Visitors to Congressional are more likely to mention the greenery than the graves. Several suggested that the cemetery was a safer place to roam than the city that surrounds it.
“If you take a walk, you don’t feel like you’re going to be strangled,” said Diana Havlin, a 35-year-old local government employee and cemetery regular. “It’s a calm, peaceful place.”
At the same time, she said, if she were buried here, she would appreciate the liveliness and the cheeky sense of humor.
There are lines to that liveliness that everyone agrees exist and no one can articulate, between cheeky and distasteful, creepy and crude. To swallow a hint of death with a bit of wine is refreshing; to spit beer on it is not. Hitchcock is welcome, Wes Craven no.
“A lot of these people were murdered back here,” said Williams, the cemetery’s president. “I don’t want to leverage them for making money. We could have a great murder trail, but that’s kind of sad.”
Well, except for the occasional murder-suicide. Two Victorians who spent time on the grounds were a married couple — married, that is, to other people. They held their trysts in the cemetery, one spouse found out, and now it’s a point of interest on a Congressional tour.
Public blowback of the cemetery’s new social uses appears to be minimal.
“Somebody Will Be Offended by This,” read a post on the Web site Prince of Petworth when “Yoga Mortis” started this year, but even that blog’s often aggrieved commenters were only amused. There was a protest outside the first movie night by a woman from Maryland who asked, “Have we lost all sense of decency and respect?” Williams dismissed her as a “professional protester.”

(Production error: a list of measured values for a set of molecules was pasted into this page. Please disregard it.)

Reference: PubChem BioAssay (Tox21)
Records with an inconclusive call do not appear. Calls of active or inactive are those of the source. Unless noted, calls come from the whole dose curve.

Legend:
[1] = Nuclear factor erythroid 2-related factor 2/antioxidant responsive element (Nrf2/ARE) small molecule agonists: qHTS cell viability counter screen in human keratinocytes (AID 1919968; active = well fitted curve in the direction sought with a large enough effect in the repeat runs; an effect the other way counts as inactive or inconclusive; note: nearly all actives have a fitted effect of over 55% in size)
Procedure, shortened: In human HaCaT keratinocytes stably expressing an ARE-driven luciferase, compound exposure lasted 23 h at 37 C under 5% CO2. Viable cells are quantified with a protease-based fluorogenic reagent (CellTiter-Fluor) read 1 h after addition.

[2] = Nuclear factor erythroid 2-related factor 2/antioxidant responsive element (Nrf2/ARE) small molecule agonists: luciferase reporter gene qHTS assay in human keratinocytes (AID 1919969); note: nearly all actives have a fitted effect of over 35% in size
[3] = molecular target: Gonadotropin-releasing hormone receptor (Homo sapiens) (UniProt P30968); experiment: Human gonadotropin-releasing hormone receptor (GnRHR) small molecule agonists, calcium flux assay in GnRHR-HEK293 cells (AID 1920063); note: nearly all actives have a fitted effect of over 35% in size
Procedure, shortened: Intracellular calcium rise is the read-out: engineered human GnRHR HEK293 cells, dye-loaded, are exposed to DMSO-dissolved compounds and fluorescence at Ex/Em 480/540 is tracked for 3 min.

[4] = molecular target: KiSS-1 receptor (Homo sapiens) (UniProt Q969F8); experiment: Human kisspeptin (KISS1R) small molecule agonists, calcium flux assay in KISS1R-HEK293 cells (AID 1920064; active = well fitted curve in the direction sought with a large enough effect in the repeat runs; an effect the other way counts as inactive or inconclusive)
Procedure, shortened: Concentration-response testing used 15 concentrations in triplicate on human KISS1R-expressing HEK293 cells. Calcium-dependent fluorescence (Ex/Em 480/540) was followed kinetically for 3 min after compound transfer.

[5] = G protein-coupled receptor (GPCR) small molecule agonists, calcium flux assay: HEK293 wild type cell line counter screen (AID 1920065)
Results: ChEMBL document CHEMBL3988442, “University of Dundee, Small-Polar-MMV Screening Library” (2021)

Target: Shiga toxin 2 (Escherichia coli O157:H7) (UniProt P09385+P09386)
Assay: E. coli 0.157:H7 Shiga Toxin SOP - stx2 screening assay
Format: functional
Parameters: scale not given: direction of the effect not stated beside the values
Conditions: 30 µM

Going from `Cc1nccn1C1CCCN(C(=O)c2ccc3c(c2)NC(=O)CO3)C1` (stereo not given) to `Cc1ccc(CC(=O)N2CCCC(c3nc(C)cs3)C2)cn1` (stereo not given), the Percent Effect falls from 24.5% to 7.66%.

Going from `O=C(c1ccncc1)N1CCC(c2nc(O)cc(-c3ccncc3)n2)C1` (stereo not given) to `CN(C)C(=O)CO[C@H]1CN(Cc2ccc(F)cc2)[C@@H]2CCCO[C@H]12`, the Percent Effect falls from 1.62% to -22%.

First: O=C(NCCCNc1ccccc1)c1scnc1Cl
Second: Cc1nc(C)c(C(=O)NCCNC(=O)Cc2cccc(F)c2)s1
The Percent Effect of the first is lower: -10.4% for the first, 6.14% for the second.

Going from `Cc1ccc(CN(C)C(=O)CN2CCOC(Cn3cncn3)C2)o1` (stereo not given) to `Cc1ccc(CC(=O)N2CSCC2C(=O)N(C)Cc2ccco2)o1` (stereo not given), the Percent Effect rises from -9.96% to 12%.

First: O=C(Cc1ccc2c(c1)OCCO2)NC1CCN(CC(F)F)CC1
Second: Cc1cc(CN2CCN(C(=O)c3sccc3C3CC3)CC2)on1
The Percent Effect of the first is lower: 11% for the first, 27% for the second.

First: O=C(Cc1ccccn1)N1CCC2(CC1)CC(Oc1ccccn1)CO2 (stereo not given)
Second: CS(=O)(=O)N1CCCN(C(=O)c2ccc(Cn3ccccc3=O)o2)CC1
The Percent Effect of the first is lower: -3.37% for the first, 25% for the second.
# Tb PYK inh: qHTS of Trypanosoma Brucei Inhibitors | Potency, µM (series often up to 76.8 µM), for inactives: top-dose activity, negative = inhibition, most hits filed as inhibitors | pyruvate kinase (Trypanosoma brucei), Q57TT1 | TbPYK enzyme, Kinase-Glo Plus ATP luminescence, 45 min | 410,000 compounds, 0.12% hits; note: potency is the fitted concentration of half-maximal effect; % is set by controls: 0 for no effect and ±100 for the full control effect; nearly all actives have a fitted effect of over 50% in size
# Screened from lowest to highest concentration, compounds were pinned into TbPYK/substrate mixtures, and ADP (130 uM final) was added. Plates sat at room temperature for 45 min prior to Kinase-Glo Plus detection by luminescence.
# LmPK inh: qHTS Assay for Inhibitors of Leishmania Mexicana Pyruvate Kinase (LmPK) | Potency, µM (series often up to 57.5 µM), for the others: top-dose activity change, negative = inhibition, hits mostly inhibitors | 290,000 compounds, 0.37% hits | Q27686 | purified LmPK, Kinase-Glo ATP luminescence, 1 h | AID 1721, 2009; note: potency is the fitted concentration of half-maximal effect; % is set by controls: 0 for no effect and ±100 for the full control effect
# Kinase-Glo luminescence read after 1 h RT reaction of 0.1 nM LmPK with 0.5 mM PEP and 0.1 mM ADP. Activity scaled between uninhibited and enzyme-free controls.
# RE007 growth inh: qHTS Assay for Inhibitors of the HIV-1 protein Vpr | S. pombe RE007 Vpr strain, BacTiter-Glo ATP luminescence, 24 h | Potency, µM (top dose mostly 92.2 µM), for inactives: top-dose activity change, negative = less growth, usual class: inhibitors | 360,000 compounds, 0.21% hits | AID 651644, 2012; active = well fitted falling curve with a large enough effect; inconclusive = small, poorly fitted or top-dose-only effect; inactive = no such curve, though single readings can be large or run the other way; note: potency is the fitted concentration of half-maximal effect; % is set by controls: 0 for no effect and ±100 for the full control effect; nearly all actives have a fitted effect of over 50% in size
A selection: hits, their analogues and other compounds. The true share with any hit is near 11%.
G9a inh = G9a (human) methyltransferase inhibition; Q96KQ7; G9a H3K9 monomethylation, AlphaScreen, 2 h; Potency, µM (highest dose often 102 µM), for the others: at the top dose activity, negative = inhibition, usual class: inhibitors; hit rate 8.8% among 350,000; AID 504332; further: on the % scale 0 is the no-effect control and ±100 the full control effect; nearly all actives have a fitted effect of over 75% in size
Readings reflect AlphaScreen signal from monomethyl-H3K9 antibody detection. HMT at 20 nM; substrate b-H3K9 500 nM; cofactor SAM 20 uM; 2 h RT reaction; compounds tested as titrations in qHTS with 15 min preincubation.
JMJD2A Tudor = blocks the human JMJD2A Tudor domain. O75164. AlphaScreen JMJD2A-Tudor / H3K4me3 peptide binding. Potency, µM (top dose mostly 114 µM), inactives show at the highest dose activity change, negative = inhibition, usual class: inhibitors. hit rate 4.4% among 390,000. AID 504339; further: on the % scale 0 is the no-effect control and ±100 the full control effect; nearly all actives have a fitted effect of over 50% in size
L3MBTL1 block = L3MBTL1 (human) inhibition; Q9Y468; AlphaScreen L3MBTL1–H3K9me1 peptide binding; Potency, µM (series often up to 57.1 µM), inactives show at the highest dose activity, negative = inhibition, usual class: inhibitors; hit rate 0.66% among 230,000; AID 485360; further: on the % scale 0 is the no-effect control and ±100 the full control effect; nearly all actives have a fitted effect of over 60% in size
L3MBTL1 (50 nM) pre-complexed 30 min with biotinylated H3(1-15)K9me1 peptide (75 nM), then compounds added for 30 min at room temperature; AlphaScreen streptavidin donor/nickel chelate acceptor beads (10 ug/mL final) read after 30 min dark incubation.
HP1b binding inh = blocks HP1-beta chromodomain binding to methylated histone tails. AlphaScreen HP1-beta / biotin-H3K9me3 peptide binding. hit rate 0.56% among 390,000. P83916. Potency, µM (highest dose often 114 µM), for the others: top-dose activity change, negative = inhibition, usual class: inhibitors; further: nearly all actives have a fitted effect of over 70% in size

Lauren Maloy, who runs programming for the cemetery, said that concerns are usually allayed when she explains that “if we didn’t have programs, a lot of these people would be forgotten.” All programming ideas go through a board of directors that includes three members of Christ Church, which owns the property.
One substitute did stop teaching yoga “because she felt like there might be bad spirits” in the small chapel where classes are held, said instructor Ingrid Benecke. “There are definitely some unspoken implications, just to thinking about our mortality.”
Despite all the puns, Williams does hope that visitors will, possibly, contemplate their own demise. He is quick to say that the cemetery still performs about two burials a week. When the cemetery holds an event, “sites available” signs go up in strategic places.
Are the millennials who come to movie nights thinking about their own burials?
Williams says he hopes that in a few decades, when they start planning for forever, they might remember the cool cemetery of their youth.
“So part of it is a long-term plan,” he said. But some programming he deemed “a short-term plan” — for example, chamber music, which attracts an “older” (closer to death) crowd.
“Why not hang out in a place where you might end up spending eternity?” agreed Jason Hebert, 26, a woodworker who came to the “Psycho” showing with friends.
A resident of Capitol Hill, he was part of an art show in the chapel last year and likes to walk through the quiet paths in the winter.
“There’s a tree that I’m enjoying right now,” he said, gesturing to a crooked oak. “In a number of years, I may be feeding it.”
His friends grimaced. Then they laughed.